The State of Georgia’s laws are Copyrighted?!

What in the wide, wide world of governance was the State of Georgia doing when it decided to copyright its laws?  There has to be a reason that we just do not understand. Did they see this action as some form of a moneymaker? That what they did when they allowed traffic light cameras. 

The Official Code of Georgia Annotated is the only official reading of the laws of the State. You cannot share them if you copy them. That is why Georgia is suing Carl Malamud of Public Resource. This will be an interesting case to watch. I am pulling for Carl on this one.

As Written By Amy Swearer for the Daily Signal:

Trending: Failed Presidential Candidate Hillary Clinton May Have Just Found a “New Job”

The state of Georgia has one, and only one, official set of laws: the Official Code of Georgia Annotated.

take our poll - story continues below

Is Biden's Vaccine Mandate Unconstitutional?

  • Is Biden's Vaccine Mandate Unconstitutional?  

  • This field is for validation purposes and should be left unchanged.
Completing this poll grants you access to Great American Republic updates free of charge. You may opt out at anytime. You also agree to this site's Privacy Policy and Terms of Use.

There’s just one tiny problem for Georgia citizens who wish to know exactly what’s in the code: It will cost them hundreds of dollars to read it.

Why? Because Georgia copyrighted its own code and gave sole distribution rights to LexisNexis, a for-profit company. The state has since raked in tens of thousands of dollars’ worth of royalty fees every year, all for allowing its citizens the privilege of reading their own laws.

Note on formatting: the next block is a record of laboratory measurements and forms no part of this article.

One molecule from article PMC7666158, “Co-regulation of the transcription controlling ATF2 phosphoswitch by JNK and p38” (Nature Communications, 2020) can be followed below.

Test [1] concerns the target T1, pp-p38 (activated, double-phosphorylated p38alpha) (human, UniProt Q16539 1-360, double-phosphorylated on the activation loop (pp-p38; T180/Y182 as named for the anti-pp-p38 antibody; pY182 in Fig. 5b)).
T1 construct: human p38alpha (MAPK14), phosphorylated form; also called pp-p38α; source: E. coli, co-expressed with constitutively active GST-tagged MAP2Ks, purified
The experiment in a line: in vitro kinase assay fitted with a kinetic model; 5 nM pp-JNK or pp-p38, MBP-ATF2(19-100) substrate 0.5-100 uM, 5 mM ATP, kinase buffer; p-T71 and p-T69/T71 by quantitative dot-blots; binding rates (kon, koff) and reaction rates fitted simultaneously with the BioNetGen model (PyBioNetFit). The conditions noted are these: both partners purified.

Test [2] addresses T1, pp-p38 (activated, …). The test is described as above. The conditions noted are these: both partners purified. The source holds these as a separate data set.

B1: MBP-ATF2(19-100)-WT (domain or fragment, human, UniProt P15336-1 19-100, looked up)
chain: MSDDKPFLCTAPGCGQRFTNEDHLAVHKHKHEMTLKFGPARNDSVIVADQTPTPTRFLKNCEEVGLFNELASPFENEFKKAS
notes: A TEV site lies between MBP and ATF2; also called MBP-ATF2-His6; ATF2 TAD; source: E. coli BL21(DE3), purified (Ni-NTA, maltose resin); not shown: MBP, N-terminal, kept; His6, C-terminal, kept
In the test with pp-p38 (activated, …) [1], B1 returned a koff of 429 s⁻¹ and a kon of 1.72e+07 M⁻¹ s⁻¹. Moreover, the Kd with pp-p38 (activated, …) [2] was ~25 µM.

Worse, any good Samaritan wishing to distribute the state’s code for free should know that Georgia doesn’t take lightly to copyright infringement.

Take the example of Carl Malamud, who in 2013, working through his nonprofit organization Public Resource, purchased the entire set of Official Code of Georgia Annotated materials. He then uploaded scanned copies to his website, allowing the public free access without needing to purchase the $395 bound copy.

For this ghastly offense, Georgia sued him in federal court, calling his actions “a form of terrorism.”

Worse still, a federal district court recently agreed that Georgians do not have a right to freely access their own official legal code. It’s apparently enough that ………


Georgia Copyrighted Its Own Laws. Now, It’s Suing a Nonprofit Group for Publishing Them.

You Might Like


Join the conversation!

We have no tolerance for comments containing violence, racism, vulgarity, profanity, all caps, or discourteous behavior. Thank you for partnering with us to maintain a courteous and useful public environment where we can engage in reasonable discourse.